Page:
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With so Many Contact Lenses, It's Hard for Her to Focus


Dear Cynthia: I have worn contact lenses for almost 20 years. During the past five years, I have had recurring dreams about them. In one, the lenses are as large as dinner plates, and I know I will never fit them into my eyes. In another, the lenses are triangular. In the last dream, an optician is trying to insert multiple lenses into one eye. Is there something I am not seeing?


San Diego

Dear Reader: Contact lenses and glasses are symbols for clear vision. Your first dream (in which the lenses are huge) indicates that you will need a lot of help to see a certain situation clearly. There could be many reasons for this--perhaps all the information isn't available--but in any case, what you currently are seeing doesn't fit with what you feel to be true. Something is really exaggerated. You could be blowing something out of proportion. But you are not in denial, since you are willing to put the lenses in.

In the second version, the triangle represents body, mind and spirit--an indication that you should consider all sides of the situation. In the third version, you again are being told that there is more than one way to look at something.

What new thing happened in your life five years ago? A new job or relationship? Whatever it was, you need to try a more objective approach when forming your opinions concerning this area of your life.


Dear Cynthia: Is it possible to have dreams in color? My 20-year-old grandson, an art student, tells me he dreams in color and that, when he awakens, he can use those colors in his artwork. Is he putting me on?


Las Vegas

Dear Reader: Actually, most people dream in color (just as we live in color). It's just that generally we don't pay much attention to the colors in our dreams, since they tend to be normal. When a color stands out, or something in our dream is the wrong color, an unnatural color, we notice it.

Being an art student, your grandson is more aware of color than the average person; therefore the colors in his dreams are significant to him. Many artists use their dreams for inspiration. Salvador Dali relied heavily on his dreams to create his surreal and fantasy images.

Each color symbolizes something different. Here are some commonly accepted associations. White: innocence, purity, protection. Pink: beauty, youth, femininity. Red: passion, courage, sexual energy. Orange: springtime, acid. Yellow: thought, intelligence, stimulation. Green: nature, health, balance. Blue: spirituality, truth, freedom. Violet: royalty, wisdom, cleansing. Gray: neutrality, uncertainty, fear. Black: the unknown, the unconscious. Brown: foundation, rich earth. Gold: the sun, riches, divine awareness. Silver: the moon, spiritual connection, riches.

We all can use these to deepen our understanding of the symbols in our dreams.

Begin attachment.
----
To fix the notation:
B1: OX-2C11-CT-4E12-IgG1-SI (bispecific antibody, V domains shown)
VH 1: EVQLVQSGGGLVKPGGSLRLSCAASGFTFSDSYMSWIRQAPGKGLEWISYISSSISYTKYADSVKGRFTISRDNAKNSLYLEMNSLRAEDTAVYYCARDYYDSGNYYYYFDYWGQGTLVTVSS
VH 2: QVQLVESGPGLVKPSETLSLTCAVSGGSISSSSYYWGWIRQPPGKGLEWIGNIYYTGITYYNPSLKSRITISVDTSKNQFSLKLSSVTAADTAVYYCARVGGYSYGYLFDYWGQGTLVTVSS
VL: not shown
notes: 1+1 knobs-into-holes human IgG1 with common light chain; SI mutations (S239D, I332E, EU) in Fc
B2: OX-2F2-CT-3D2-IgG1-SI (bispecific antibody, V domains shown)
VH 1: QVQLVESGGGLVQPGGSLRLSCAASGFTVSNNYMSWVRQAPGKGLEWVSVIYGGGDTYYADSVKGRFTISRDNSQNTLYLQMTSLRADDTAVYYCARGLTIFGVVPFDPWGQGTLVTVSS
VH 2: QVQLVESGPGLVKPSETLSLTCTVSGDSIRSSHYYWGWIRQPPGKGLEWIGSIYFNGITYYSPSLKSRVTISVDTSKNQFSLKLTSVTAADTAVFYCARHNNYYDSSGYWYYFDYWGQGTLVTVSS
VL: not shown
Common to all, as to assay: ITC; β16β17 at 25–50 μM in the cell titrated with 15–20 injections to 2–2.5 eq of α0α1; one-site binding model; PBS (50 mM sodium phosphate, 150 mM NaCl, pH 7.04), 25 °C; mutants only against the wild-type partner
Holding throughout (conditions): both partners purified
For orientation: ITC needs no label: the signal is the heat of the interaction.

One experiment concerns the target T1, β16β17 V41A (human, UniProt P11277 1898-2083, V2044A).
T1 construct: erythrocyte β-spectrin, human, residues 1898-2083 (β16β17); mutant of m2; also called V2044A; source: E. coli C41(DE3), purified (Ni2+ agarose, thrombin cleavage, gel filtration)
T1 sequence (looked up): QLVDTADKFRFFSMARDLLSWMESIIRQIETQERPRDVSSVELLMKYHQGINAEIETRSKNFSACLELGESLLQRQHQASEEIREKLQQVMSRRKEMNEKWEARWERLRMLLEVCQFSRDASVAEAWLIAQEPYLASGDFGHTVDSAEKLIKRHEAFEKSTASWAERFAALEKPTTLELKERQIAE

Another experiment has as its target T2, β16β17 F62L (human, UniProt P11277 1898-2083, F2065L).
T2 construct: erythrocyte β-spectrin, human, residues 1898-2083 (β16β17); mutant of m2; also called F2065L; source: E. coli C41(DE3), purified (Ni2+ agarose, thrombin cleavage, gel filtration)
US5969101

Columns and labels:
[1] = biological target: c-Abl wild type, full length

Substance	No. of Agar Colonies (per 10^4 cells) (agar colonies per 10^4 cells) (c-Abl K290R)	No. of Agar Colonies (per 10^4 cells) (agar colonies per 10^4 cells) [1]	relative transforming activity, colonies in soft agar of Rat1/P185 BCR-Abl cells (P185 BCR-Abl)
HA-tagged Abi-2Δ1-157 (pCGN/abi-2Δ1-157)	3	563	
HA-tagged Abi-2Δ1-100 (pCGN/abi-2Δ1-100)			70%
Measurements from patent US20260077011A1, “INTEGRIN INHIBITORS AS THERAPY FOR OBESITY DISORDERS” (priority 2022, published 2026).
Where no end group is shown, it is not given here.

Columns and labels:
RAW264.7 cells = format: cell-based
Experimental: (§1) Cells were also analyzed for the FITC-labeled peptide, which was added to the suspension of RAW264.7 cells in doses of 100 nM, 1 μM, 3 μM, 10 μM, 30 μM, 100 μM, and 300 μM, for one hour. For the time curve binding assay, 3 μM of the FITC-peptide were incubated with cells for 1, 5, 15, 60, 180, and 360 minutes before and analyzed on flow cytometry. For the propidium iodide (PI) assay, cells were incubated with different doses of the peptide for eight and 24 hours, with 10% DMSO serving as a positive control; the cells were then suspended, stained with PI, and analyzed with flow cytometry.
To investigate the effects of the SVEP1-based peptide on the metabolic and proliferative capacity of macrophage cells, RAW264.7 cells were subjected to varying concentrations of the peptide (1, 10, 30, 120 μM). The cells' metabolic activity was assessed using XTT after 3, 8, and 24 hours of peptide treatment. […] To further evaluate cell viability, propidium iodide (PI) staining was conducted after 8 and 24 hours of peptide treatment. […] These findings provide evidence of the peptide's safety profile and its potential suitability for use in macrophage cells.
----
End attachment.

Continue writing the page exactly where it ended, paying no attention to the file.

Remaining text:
Dear Cynthia: I am in my home (not my actual home). I go from room to room and everything is familiar. But people I don't know start coming into my home uninvited. They help themselves to my food and drink and talk among themselves. I ask them to leave, but no one pays attention to me. I get frantic. I end up screaming at them, "Get out of my house!" But no one does.



Dear Reader: You feel invaded by interruptions and by people who make demands on you. They are nurtured by your resources but ignore your demands. Somewhere in your life, you are not being taken seriously. Who isn't listening to you?

You feel like you are communicating--at least you are making a real effort--but it is not effective. Try to discover who the takers are in your life. Next, examine whether you are assertive enough. Improve your communication skills. If you don't correct this situation, your resentment will build. You already feel like screaming!

You seem like a very nice woman who doesn't want to hurt the feelings of others. Being polite is a good thing, but you can still be clear and direct in your communication.

(As with most dreams, there is more than one possible interpretation. If you have a weight problem or an eating disorder, these people who help themselves to your food and then ignore you could be the addictive forces that drive you to eat and that you can't seem to control. If this applies, I suggest that you discuss your weight issues with your physician. With help, you can take back control of your body.)


* Behavioral therapist Cynthia Richmond's column appears every other Tuesday. To contact her, write to "In Your Dreams," Life & Style, Los Angeles Times, Times Mirror Square, Los Angeles, CA 90053, or send a fax to (213) 237-0732. Please include a daytime phone number. Letters should be no longer than 100 words and cannot be returned. "In Your Dreams" should be read for entertainment purposes only.

In two weeks: Understanding nightmares.

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